The former Van Niekerk Operating Theatre on the grounds of the old Hillbrow Hospital in Johannesburg has been transformed into a state-of-the-art facility for maternal and child health care, now known as the Shandukani Maternal & Child Health Centre.
Shandukani is a flagship public/private partnership between the Wits Reproductive Health & HIV Institute (WRHI) and Vodacom, Altron and Altech that paves the way for future innovation in community regeneration.
The preservation of one of the city's architectural assets combined with the recycling of function and form to create a contemporary clinic has won Shandukani this year's Colosseum Award for Conserving Johannesburg, announced at recent the Halala Joburg Awards ceremony.
Historical importance of building
The award is given for exemplary work in conservation of heritage buildings in the inner city. The project must fulfil renovation criteria as set out in national and provincial heritage policies. The Colosseum Award came about in 1982 during the struggle to save the Colosseum building from demolition. It has become a key feature of the Halala Joburg Awards, which aim to encourage efforts to build sustainable and inclusive renewal projects that recognise roles and relationships between the private and public sectors.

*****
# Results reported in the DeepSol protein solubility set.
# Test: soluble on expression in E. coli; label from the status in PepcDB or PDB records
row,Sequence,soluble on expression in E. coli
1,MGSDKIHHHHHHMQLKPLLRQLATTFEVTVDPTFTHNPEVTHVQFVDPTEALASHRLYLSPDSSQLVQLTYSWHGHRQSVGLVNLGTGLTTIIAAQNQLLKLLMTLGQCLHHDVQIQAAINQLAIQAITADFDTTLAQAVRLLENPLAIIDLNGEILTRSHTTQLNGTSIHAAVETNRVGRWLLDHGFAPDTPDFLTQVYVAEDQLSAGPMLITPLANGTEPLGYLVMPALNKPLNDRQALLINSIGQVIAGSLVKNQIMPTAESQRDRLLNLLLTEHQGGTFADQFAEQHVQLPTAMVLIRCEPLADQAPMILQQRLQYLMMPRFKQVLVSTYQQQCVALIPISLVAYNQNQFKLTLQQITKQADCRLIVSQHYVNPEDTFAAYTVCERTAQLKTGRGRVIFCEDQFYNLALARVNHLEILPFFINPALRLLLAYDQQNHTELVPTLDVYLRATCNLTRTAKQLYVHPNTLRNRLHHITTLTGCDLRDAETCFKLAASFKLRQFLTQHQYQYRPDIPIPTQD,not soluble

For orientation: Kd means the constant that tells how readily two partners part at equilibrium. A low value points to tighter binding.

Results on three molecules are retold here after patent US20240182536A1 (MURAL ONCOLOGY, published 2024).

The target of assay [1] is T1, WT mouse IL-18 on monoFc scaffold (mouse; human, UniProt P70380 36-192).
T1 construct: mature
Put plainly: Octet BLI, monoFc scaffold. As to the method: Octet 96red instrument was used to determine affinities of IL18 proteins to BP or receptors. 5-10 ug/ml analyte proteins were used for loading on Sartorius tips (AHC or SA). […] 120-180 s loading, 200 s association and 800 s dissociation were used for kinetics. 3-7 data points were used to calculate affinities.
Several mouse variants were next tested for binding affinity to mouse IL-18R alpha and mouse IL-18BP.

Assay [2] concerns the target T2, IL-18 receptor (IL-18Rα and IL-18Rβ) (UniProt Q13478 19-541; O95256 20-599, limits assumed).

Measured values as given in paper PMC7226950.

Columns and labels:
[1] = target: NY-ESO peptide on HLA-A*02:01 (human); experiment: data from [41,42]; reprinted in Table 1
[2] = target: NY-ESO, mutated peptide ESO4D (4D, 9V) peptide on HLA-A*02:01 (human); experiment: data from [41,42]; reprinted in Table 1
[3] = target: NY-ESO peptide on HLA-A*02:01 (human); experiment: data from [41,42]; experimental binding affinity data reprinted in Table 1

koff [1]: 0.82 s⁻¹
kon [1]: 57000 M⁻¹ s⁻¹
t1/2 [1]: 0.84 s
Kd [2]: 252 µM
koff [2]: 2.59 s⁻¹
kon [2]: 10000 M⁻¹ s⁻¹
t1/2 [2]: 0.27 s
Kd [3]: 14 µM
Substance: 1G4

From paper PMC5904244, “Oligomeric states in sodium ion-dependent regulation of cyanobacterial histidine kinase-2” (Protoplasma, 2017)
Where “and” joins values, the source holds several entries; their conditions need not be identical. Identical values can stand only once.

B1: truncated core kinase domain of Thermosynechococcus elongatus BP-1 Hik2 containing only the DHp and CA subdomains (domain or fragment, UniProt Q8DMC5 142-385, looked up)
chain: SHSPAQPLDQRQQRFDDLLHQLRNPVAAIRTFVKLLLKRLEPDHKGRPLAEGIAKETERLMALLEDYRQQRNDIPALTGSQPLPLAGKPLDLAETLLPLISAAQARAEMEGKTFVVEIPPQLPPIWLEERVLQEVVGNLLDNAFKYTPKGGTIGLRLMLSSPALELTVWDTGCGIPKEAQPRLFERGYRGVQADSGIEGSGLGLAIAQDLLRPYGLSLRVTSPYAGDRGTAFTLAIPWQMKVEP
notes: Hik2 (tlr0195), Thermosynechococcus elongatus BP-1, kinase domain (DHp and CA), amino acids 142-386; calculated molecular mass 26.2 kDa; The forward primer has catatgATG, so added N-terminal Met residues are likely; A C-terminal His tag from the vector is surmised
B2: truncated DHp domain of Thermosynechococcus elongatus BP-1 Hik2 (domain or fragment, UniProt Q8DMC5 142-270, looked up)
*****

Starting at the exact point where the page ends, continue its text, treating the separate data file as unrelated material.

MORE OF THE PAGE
With significant heritage value and historical importance, it was imperative that the building's architectural integrity be preserved whilst incorporating modern clinical functionality. A professional team, led by specialist conservation architects, Henry Paine and Partners and represented by Kylie Richards, worked tirelessly to make this vision a reality.
The WRHI, whose work encompasses research, training and health systems strengthening in the field of reproductive health, HIV and related diseases, was the developer for this visionary collaboration, for the ultimate benefit of the Gauteng Department of Health and the inhabitants of the inner city.